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Risk Management

Good Will Punting...

It’s official, being a Senator or Congressmen must in fact be the greatest job on the face of the planet.

I say that because it’s becoming increasingly obvious, that these individuals are willing to do almost anything to either preserve the seat that they currently hold or get elected to one.  

We’ve fallen into a dangerous political time. Over the course of years, administrations from both parties have time and time again, espoused  the advantages of “being welcomed into the “community of Nations.” My guess would be, that being welcomed as such gives you the opportunity to expand your influence, to create a greater global good for all societies including your own. It is in part, recognition of the fact that “you’ve arrived” as a country and a people. 

Evidently, the United States as a global leader, thinks that expanding her global reach and influence includes disrupting the economy of just about the entire planet. And, not because we need to, but because we can.

There exists today, political leaders in Washington who actually believe it would be a good idea for us to go through a debt ceiling debate and push it to the point where we close the government. The sense that I get in the tone of that rhetoric is that going through that ceiling would be good to “teach somebody a lesson.” Little do they know, but the lesson that they’ll actually be teaching, isn’t a lesson based on improving the understanding of one political party or another. It is rather, one they’ll teach to the  broadest slice of the American public and much of the world’s populous. And what exactly is it that they’ll be teaching? 

Unbeknownst to them, what they’ll be teaching us all (and hopefully themselves), is that playing this game over and over again, going through draconian measures, saving your best effort for the worst hour, is both a policy and a ploy replete with failure.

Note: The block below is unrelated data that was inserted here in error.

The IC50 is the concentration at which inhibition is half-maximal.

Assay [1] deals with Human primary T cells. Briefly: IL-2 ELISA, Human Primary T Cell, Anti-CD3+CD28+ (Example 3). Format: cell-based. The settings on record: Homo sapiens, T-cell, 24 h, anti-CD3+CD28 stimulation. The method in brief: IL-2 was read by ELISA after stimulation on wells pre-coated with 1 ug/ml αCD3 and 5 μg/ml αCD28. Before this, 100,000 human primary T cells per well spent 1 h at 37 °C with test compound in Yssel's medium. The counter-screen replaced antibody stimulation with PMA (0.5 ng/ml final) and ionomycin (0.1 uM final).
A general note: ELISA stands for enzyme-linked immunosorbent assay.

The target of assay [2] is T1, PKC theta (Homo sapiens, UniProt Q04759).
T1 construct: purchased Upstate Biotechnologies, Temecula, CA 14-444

You know you’re at a desperate point when the question “what’s in the best interest of America?” Is best answered by, “doesn’t matter.”

If you're so inclined, no matter what your political persuasion, write or call your elected representatives and asked him for one simple favor, "please, not again."

"This Is 911, What's Your EMERGENCY!!"

What you need to do about emergency reserves depends on your persona situation. First, let's understand exactly what I mean when I say "emergency reserves." I'm talking here about cash basically and all it's inherently stable alternatives. Its where you put your dollars when you have to be certain that the value will stand up over time, where a dollar's always going to be worth a dollar.

Cash is often still king; especially when it's paying for an emergency. 

Cash is often still king; especially when it's paying for an emergency. 

Next, if you are already familiar with or have some "rule of thumb" you believe in as to how much your emergency reserve amount should be, you need to explore that a bit as it relates to your specific situation. Having three or six months salary is a great place to start, however is it enough? Let's take a look at a few possible scenarios that you might face:

Both you and your spouse work in the same industry or profession

This might mean that more reserves are required than less, since its more likely that you could be out of work at the same time or be impacted by the same events.

Your income is adequate, but in reality, your financial life works because of your commissions and bonus

In a weak economy, you may not get all those commissions or bonus dollars and even when things are going great, your compensation still largely rises and falls considerably, that would impact your level of emergency reserves.

In addition to your family, you're helping keep your parents going with regular financial help

These additional needs are often overlooked when putting an emergency reserve plan in place and they shouldn't be. If you're helping Mom and Dad out, that won't change even though your circumstances might.

And what happens when there's not good emergency planning? As a rule, you're more apt to make uninformed decisions about how to deal with a crisis, like borrowing on your 401(k) or selling out stocks when the market's down.

Besides developing a sound emergency reserve plan, you should check to be sure that your risk management program is up to snuff. The right insurance protection at the right time can keep you from raiding your reserves or other investments.

A professional financial advisor can help you develope an emergency reserve plan that is based on sound judgement and an understanding of all the risks that you face. Also, good advisors integrate the emergency reserve plan into your overall financial and investment strategy so that your plan becomes one of the components of an overall strategy to keep you moving forward with financial peace of mind.